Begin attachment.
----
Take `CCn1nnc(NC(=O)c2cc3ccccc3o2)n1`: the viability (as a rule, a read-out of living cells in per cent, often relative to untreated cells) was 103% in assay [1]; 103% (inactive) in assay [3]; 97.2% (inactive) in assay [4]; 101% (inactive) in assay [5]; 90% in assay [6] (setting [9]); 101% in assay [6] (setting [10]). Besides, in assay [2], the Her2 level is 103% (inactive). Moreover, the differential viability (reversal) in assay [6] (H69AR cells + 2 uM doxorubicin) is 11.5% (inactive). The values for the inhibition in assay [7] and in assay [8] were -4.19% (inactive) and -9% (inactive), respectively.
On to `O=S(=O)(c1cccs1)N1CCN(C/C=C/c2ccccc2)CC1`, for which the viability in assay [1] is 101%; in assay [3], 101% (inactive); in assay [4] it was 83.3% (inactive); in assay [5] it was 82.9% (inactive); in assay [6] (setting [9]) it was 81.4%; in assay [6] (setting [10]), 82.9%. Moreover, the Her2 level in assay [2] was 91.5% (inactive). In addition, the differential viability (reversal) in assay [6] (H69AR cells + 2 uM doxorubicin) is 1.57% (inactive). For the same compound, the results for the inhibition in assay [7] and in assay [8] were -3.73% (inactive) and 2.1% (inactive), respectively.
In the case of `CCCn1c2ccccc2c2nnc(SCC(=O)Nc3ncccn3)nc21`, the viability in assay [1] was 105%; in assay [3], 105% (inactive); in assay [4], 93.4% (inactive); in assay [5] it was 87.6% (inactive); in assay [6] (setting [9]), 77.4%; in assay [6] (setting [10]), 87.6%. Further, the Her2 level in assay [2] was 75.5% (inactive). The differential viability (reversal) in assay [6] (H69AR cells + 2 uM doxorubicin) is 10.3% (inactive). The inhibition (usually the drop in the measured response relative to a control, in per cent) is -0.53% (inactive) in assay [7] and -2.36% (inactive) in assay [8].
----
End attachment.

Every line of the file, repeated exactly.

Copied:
Take `CCn1nnc(NC(=O)c2cc3ccccc3o2)n1`: the viability (as a rule, a read-out of living cells in per cent, often relative to untreated cells) was 103% in assay [1]; 103% (inactive) in assay [3]; 97.2% (inactive) in assay [4]; 101% (inactive) in assay [5]; 90% in assay [6] (setting [9]); 101% in assay [6] (setting [10]). Besides, in assay [2], the Her2 level is 103% (inactive). Moreover, the differential viability (reversal) in assay [6] (H69AR cells + 2 uM doxorubicin) is 11.5% (inactive). The values for the inhibition in assay [7] and in assay [8] were -4.19% (inactive) and -9% (inactive), respectively.
On to `O=S(=O)(c1cccs1)N1CCN(C/C=C/c2ccccc2)CC1`, for which the viability in assay [1] is 101%; in assay [3], 101% (inactive); in assay [4] it was 83.3% (inactive); in assay [5] it was 82.9% (inactive); in assay [6] (setting [9]) it was 81.4%; in assay [6] (setting [10]), 82.9%. Moreover, the Her2 level in assay [2] was 91.5% (inactive). In addition, the differential viability (reversal) in assay [6] (H69AR cells + 2 uM doxorubicin) is 1.57% (inactive). For the same compound, the results for the inhibition in assay [7] and in assay [8] were -3.73% (inactive) and 2.1% (inactive), respectively.
In the case of `CCCn1c2ccccc2c2nnc(SCC(=O)Nc3ncccn3)nc21`, the viability in assay [1] was 105%; in assay [3], 105% (inactive); in assay [4], 93.4% (inactive); in assay [5] it was 87.6% (inactive); in assay [6] (setting [9]), 77.4%; in assay [6] (setting [10]), 87.6%. Further, the Her2 level in assay [2] was 75.5% (inactive). The differential viability (reversal) in assay [6] (H69AR cells + 2 uM doxorubicin) is 10.3% (inactive). The inhibition (usually the drop in the measured response relative to a control, in per cent) is -0.53% (inactive) in assay [7] and -2.36% (inactive) in assay [8].